Several children in a family, who were early attended to in all these little particulars, were produced at table when they were four or five years old; they suffered no constraint, nor were they ever banished to the nursery lest company should detect their evil habits. Their eyes and ears were at liberty during the time of dinner; and instead of being absorbed in the contemplation of their plates, and at war with themselves and their neighbours, they could listen to conversation, and were amused even whilst they were eating. Without meaning to assert, with Rousseau, that all children are naturally gluttons or epicures, we must observe, that eating is their first great and natural pleasure; this pleasure should, therefore, be entirely at the disposal of those who have the care of their education; it should be associated with the idea of their tutors or governesses. A governess may, perhaps, disdain to use the same means to make herself beloved by a child, as those which are employed by a nursery-maid; nor is it meant that children should be governed by their love of eating. Eating need not be made a reward, nor should we restrain their appetite as a punishment; praise and blame, and a variety of other excitements, must be preferred when we want to act upon their understanding. Upon this subject we shall speak more fully hereafter. All that is here meant to be pointed out, is, that the mere physical pleasure of eating should not be associated in the minds of children with servants; it should not be at the disposal of servants, because they may, in some degree, balance by this pleasure the other motives which a tutor may wish to put in action. "Solid pudding," as well as "empty praise," should be in the gift of the preceptor.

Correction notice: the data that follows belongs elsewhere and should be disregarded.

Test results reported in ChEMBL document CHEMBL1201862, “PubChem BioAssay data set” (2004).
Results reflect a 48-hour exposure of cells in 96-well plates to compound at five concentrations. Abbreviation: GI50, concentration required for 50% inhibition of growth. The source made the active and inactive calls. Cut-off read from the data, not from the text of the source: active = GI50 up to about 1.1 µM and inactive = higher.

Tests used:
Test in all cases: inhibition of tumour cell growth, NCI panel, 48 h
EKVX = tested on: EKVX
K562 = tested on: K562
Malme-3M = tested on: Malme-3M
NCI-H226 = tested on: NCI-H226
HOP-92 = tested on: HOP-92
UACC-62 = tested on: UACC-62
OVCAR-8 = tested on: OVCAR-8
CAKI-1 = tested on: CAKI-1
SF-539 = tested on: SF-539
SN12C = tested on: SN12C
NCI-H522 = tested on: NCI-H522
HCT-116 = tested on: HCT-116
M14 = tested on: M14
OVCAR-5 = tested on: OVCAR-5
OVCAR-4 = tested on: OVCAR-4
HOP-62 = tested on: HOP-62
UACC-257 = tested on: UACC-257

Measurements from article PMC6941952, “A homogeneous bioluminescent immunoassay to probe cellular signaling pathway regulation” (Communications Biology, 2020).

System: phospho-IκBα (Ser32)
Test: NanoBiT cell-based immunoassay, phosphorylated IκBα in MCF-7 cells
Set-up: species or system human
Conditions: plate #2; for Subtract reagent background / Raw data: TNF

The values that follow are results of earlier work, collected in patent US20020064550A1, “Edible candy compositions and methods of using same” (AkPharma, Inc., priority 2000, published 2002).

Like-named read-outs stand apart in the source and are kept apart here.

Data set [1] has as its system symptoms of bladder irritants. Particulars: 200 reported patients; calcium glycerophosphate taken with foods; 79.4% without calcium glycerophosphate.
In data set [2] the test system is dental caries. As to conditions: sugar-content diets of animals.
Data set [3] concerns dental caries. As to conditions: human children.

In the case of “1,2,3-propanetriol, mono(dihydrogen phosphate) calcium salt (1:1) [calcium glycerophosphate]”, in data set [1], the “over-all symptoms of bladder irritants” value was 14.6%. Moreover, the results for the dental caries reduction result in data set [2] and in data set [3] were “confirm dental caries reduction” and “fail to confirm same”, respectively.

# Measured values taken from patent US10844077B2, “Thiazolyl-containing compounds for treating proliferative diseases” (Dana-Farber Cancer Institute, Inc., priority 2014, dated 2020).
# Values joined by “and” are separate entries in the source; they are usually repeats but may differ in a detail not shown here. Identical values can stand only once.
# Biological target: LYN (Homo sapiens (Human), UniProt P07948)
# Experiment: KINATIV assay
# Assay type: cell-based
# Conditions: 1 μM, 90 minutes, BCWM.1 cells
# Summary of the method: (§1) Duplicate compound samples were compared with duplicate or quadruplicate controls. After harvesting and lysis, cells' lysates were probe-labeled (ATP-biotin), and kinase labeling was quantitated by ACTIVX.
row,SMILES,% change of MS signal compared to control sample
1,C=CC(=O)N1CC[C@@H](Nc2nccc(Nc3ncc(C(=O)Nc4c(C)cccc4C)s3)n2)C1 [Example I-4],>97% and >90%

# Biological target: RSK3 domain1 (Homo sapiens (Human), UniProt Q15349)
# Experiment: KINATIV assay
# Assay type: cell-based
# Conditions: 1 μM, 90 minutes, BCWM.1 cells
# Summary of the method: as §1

Besides the pleasures of the table, there are many others which usually are associated early with servants. After children have been pent in a close formal drawing-room, motionless and mute, they are frequently dismissed to an apartment where there is no furniture too fine to be touched with impunity, where there is ample space, where they may jump and sing, and make as much noise as can be borne by the much-enduring eardrum of the nursery-maid. Children think this insensibility of ear a most valuable qualification in any person; they have no sympathy with more refined auditory nerves, and they prefer the company of those who are to them the best hearers. A medium between their taste and that of their parents should, in this instance, be struck; parents should not insist upon eternal silence, and children should not be suffered to make mere noise essential to their entertainment. Children should be encouraged to talk at proper times, and should have occupations provided for them when they are required to be still; by these means it will not be a restraint to them to stay in the same room with the rest of the family for some hours in the day. At other times they should have free leave to run about either in rooms where they cannot disturb others, or out of doors; in neither case should they be with servants. Children should never be sent out to walk with servants.